Volume 9, Issue 3
December 7, 2013


Welcome to the 26th issue of "Heavy Metal" -- the newsletter of the

Virginia Museum of Military Vehicles (VMMV.) Our mission is our motto -- by working to restore armored fighting vehicles, artillery, small arms, uniforms, and accoutrements of the US military and other countries, we hope to share the legacy of the sacrifice and courage of our fighting men and women with future generations of Americans. Located in Northern Virginia, our collection has grown to over 90 vehicles, starting out with the first US tank, the M 1917 through such legendary US vehicles as the M4A1 and M4A3 Sherman , M3A1 and M5A1 Stuart , M24 Chaffee , M3A1 Half-track , M36 Jackson and M3 Lee along with a few vehicles you might not know existed -- such as a prototype of the Rapid Deployment Force (RDF) tank.

Get to know your VMMV staff & vehicles

In this section we introduce you to the people and armor of the Virginia Museum of Military Vehicles. We will chat with the VMMV staff, so that you can get to know the people who "keep 'em running" and work so hard behind the scenes. And also provide a behind-the-scenes look into the history of individual vehicles in the VMMV collection. In this, our 26th newsletter, we discuss VMMV's recent armored invasion of West Virginia.

What do VMMV, Gen. George Patton, Gen. BlackJack Pershing, Gen. Bernard Montgomery, and West Virginia have in common? They all came together for a TV production in October 2013 about great leaders in wartime. VMMV supplied the authentic backdrop for the segments on Gen. Patton by providing an M4A1 and M4A3 Sherman, along with an M5A1 Stuart. No computer-generated tanks here-nothing but genuine US-made steel from the 1940s!!!

The process started back in mid-summer when VMMV was contacted by the production company about providing authentic armored vehicles for filming a series about the great leaders of WWII. Since that fits right in with our motto, VMMV was happy to work with them. The production company selected an M4A1 Sherman, an M4A3 Sherman, and an M5A1 Stuart since the focus of this particular episode was on the great US tanker, Gen. George S. Patton.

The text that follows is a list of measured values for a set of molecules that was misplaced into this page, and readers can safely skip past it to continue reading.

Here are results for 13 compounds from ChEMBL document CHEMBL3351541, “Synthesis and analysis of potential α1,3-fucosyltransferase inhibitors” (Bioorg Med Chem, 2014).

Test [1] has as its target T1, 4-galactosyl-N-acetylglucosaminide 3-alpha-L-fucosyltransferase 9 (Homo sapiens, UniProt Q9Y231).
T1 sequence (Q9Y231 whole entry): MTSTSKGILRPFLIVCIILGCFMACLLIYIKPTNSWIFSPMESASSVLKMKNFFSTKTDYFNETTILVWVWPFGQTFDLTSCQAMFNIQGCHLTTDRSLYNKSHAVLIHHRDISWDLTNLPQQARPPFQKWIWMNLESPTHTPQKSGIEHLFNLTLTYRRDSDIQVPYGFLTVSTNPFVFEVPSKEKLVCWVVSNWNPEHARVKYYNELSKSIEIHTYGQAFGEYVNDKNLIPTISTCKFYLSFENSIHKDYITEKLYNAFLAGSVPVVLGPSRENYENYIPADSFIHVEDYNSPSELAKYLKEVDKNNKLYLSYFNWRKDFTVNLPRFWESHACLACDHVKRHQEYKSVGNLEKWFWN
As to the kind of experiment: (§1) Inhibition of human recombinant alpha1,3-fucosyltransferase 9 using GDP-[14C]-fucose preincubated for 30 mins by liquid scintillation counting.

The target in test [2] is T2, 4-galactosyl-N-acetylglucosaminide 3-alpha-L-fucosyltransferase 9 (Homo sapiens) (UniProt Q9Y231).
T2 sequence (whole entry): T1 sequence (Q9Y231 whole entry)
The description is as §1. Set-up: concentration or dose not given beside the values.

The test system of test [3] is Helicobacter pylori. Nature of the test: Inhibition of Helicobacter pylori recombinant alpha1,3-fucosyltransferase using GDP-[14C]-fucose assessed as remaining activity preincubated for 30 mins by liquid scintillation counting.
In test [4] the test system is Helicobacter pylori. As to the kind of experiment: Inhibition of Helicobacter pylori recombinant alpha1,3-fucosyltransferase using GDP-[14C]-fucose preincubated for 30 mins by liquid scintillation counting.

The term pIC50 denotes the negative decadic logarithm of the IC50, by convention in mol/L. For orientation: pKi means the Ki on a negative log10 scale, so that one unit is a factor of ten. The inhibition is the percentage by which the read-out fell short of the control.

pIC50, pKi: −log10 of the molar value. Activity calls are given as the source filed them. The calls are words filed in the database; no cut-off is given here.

VMMV worked with the production company to educate them about the unique logistics of WWII armored vehicles. After all, you just can't drive a 35 ton tank down the road like it was an everyday commuter car. Permits for oversize loads were pulled; routes and timing were planned by the production company to fit their shooting schedule.

Meanwhile, VMMV's skilled group of staff and volunteers pulled the three vehicles from storage and went over them with a fine tooth comb. Fluid levels were checked and re-checked; where necessary they were topped off. Battery connections were tightened down. And in the case of the M4A3, VMMV repainted the vehicle to suit the marking scheme desired by the production company. But only after VMMV verified it would be historically correct….after all, VMMV always desires to represent the historical truth.

In addition to preparing the actual tanks, VMMV's workers were busy preparing a logistics support package. You can't just find an oil filter for an M4A1 Sherman at your local auto parts store. Tools, large and small, were placed in the VMMV maintenance truck. A pile of spare parts were pulled-just in case, and fuel tanks were filled…..VMMV is a turnkey operation!!!